Netlfix saw its subscription numbers rise by four million paying users in the first quarter compared to a record 15.8 million a year ago.
Shares in the video streaming service dropped 11% after subscriptions grew by a weaker than expected four million at the start of this year following a record 2020.
The first quarter figure compares to 15.8 million net additions in the same period a year ago as the streaming service was boosted by consumers staying at home during the pandemic.
Netflix blamed the “big COVID-19 pull forward” it experienced in 2020 as well as production delays caused by the outbreak – resulting in a weaker content offering – for its falling short.
It is now projecting net additions of just one million for the second quarter, a far cry from the highs of last year when subscriber numbers rose by 10.1 million in the April-June period and by a record 37 million for the year as a whole.
The latest quarterly growth took Netflix’s total subscriber base to 208 million.
Netflix said: “We continue to anticipate a strong second half with the return of new seasons of some of our biggest hits and an exciting film line-up.
“In the short term, there is some uncertainty from COVID-19; in the long term, the rise of streaming to replace linear TV around the world is the clear trend in entertainment.”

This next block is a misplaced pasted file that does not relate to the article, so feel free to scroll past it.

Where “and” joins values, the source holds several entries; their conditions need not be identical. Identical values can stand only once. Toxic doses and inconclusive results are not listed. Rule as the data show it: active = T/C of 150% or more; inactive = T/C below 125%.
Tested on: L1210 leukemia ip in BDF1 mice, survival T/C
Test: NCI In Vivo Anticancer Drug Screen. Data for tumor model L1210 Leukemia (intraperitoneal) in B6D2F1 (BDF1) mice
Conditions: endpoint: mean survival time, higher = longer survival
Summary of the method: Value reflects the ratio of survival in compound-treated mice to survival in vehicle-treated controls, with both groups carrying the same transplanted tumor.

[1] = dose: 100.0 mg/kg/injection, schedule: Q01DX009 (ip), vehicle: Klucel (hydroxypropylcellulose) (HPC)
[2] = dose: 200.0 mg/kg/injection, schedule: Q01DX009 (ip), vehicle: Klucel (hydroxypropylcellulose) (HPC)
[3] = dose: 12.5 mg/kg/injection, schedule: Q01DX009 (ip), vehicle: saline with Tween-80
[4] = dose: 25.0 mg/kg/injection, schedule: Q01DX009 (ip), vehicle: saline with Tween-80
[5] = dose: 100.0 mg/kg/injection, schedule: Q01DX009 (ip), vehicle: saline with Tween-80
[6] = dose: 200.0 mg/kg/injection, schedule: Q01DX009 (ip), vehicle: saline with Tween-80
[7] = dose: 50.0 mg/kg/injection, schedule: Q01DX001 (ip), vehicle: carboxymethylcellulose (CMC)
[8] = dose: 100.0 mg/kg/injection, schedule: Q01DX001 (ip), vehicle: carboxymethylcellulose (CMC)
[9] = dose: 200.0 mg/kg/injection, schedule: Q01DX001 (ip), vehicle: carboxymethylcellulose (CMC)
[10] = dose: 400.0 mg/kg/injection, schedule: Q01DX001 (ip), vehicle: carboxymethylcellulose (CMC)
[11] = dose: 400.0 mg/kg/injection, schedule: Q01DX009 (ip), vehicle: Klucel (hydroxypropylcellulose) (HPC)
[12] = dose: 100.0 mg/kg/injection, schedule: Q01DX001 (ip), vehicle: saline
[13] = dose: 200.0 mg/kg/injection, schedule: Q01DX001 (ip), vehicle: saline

Netflix is facing increased competition from new streaming services that have been set up by traditional broadcasting companies such as Disney+, which passed 100 million subscribers in March.
The company reported revenues of $7.16bn for the first quarter, up 24% on the same period a year ago, while profits more than doubled from $709m to $1.71bn.
Mark Stephenson, Joint Head of Investment at MediaCom, said fierce competition makes it harder to grow subscriber numbers. He believes Netflix will need to finds ways to compete with these studios without resorting to price increases, which would drive viewers to other providers.
“In just the six years that Netflix has been in the UK, it has moved from a disruptor in the AV market to a household staple,” Stephenson said. “Yet, despite the lockdown opportunity for its subscriber base to expand, the company has missed its latest growth forecast; the expansion of other major studios’ own content services – such as Comcast’s Peacock and Warner’s HBO Max in the US and Disney+ globally – has provided Netflix with serious competition. As we look towards a future where we spend less time at home, it’s crucial that Netflix finds ways to compete with these studios without resorting to price increases which would drive viewers to other providers.
“For instance, Netflix’s production push in the UK shows a commitment to more regionally based programming. While this may increase costs – especially to match the expected quality in production for the brand – by creating and diversifying their own productions and having clear regional strategies, Netflix is still ahead of their competitors in delivering a mature product. This momentum must continue, and ultimately, be Netflix’s bread and butter. I expect to see continuous long-term growth in Netflix’s subscribers, but delivering a product strong enough to see off competitors will cost a large sum and a clear strategy. In a more competitive environment, and without the uniquely fertile environment of a lockdown, growth will be hard-won.”